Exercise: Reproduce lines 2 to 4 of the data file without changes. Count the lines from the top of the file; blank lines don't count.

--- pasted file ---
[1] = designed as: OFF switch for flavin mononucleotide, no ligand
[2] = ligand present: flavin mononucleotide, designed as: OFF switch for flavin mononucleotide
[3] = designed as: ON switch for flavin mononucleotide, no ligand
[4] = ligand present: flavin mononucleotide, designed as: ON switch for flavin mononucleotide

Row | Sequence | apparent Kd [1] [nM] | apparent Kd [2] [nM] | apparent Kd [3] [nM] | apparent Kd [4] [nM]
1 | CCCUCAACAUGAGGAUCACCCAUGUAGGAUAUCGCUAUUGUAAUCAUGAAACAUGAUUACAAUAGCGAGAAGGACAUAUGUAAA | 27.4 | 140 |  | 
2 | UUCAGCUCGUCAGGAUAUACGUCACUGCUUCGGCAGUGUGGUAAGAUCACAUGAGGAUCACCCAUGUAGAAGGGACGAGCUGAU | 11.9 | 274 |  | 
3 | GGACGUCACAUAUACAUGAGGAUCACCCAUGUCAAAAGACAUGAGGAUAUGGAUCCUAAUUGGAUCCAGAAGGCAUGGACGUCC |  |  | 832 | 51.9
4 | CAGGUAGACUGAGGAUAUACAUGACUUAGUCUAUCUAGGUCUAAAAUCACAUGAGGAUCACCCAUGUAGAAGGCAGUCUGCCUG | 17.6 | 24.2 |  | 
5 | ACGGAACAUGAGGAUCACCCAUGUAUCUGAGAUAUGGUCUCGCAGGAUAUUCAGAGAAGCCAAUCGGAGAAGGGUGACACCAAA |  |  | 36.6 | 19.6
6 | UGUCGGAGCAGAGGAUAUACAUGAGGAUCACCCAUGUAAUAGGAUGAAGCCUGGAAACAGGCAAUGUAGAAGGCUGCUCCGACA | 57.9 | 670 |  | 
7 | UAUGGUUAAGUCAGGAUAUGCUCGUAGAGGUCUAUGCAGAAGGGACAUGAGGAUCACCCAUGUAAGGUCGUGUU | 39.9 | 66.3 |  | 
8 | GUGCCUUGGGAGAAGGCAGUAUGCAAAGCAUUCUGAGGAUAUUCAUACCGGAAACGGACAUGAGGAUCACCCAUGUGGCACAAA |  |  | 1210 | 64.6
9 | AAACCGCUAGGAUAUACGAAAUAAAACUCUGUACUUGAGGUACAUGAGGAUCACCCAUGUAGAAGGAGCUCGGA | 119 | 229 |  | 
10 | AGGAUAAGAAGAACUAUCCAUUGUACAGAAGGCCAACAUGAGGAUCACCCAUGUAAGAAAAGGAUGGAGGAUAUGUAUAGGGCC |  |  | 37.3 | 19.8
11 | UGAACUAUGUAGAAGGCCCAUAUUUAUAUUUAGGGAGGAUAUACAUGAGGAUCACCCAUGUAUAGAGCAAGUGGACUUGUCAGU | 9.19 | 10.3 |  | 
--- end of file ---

[2] = ligand present: flavin mononucleotide, designed as: OFF switch for flavin mononucleotide
[3] = designed as: ON switch for flavin mononucleotide, no ligand
[4] = ligand present: flavin mononucleotide, designed as: ON switch for flavin mononucleotide